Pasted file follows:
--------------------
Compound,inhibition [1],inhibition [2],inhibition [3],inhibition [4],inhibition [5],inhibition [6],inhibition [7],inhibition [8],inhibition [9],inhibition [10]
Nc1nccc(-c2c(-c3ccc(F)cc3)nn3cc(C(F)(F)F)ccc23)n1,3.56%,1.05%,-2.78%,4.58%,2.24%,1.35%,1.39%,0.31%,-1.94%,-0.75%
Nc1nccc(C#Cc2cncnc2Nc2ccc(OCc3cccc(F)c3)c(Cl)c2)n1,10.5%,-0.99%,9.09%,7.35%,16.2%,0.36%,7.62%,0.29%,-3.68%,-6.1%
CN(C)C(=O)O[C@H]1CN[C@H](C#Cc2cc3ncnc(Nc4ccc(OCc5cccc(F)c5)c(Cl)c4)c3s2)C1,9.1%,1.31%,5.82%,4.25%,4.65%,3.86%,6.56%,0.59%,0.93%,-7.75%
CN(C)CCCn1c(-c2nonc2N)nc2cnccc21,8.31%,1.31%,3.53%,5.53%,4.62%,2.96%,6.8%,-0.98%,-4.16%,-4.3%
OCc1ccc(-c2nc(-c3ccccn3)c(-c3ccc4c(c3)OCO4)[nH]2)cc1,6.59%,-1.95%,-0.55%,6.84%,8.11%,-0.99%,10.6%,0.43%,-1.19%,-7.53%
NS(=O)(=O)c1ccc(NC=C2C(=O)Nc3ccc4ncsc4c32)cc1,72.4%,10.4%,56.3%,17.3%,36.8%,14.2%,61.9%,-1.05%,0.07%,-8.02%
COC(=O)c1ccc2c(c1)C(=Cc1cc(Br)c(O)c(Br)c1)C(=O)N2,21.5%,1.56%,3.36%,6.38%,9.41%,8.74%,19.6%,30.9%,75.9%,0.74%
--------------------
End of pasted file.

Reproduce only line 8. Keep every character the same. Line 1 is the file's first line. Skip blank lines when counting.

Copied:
COC(=O)c1ccc2c(c1)C(=Cc1cc(Br)c(O)c(Br)c1)C(=O)N2,21.5%,1.56%,3.36%,6.38%,9.41%,8.74%,19.6%,30.9%,75.9%,0.74%